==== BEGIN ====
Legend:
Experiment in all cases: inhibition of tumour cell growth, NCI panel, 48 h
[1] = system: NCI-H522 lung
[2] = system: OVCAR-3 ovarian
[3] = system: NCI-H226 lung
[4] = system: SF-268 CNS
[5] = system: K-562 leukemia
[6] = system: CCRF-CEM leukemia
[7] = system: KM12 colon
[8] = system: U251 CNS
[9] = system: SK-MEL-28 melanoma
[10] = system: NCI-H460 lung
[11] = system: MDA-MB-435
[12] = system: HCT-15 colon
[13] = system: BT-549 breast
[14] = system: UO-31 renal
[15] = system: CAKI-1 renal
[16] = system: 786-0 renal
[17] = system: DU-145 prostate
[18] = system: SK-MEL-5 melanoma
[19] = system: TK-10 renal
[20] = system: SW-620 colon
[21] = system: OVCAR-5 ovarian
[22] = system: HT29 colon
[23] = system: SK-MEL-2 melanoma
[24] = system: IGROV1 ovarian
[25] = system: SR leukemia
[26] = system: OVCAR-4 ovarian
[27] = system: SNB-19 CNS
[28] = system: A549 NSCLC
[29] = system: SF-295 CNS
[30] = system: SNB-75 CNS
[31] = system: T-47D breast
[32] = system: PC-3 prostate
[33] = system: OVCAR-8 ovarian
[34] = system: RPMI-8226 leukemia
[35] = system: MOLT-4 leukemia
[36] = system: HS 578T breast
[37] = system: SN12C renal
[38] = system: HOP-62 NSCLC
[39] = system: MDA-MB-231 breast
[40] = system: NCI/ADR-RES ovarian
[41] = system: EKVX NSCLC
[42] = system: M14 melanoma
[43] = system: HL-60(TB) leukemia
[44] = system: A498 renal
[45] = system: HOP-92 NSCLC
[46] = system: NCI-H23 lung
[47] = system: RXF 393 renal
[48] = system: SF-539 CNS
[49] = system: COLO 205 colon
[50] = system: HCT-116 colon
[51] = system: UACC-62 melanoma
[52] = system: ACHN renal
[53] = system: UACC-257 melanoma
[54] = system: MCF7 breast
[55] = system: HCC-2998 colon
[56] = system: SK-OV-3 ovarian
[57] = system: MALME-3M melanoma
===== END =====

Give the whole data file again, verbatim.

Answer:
Legend:
Experiment in all cases: inhibition of tumour cell growth, NCI panel, 48 h
[1] = system: NCI-H522 lung
[2] = system: OVCAR-3 ovarian
[3] = system: NCI-H226 lung
[4] = system: SF-268 CNS
[5] = system: K-562 leukemia
[6] = system: CCRF-CEM leukemia
[7] = system: KM12 colon
[8] = system: U251 CNS
[9] = system: SK-MEL-28 melanoma
[10] = system: NCI-H460 lung
[11] = system: MDA-MB-435
[12] = system: HCT-15 colon
[13] = system: BT-549 breast
[14] = system: UO-31 renal
[15] = system: CAKI-1 renal
[16] = system: 786-0 renal
[17] = system: DU-145 prostate
[18] = system: SK-MEL-5 melanoma
[19] = system: TK-10 renal
[20] = system: SW-620 colon
[21] = system: OVCAR-5 ovarian
[22] = system: HT29 colon
[23] = system: SK-MEL-2 melanoma
[24] = system: IGROV1 ovarian
[25] = system: SR leukemia
[26] = system: OVCAR-4 ovarian
[27] = system: SNB-19 CNS
[28] = system: A549 NSCLC
[29] = system: SF-295 CNS
[30] = system: SNB-75 CNS
[31] = system: T-47D breast
[32] = system: PC-3 prostate
[33] = system: OVCAR-8 ovarian
[34] = system: RPMI-8226 leukemia
[35] = system: MOLT-4 leukemia
[36] = system: HS 578T breast
[37] = system: SN12C renal
[38] = system: HOP-62 NSCLC
[39] = system: MDA-MB-231 breast
[40] = system: NCI/ADR-RES ovarian
[41] = system: EKVX NSCLC
[42] = system: M14 melanoma
[43] = system: HL-60(TB) leukemia
[44] = system: A498 renal
[45] = system: HOP-92 NSCLC
[46] = system: NCI-H23 lung
[47] = system: RXF 393 renal
[48] = system: SF-539 CNS
[49] = system: COLO 205 colon
[50] = system: HCT-116 colon
[51] = system: UACC-62 melanoma
[52] = system: ACHN renal
[53] = system: UACC-257 melanoma
[54] = system: MCF7 breast
[55] = system: HCC-2998 colon
[56] = system: SK-OV-3 ovarian
[57] = system: MALME-3M melanoma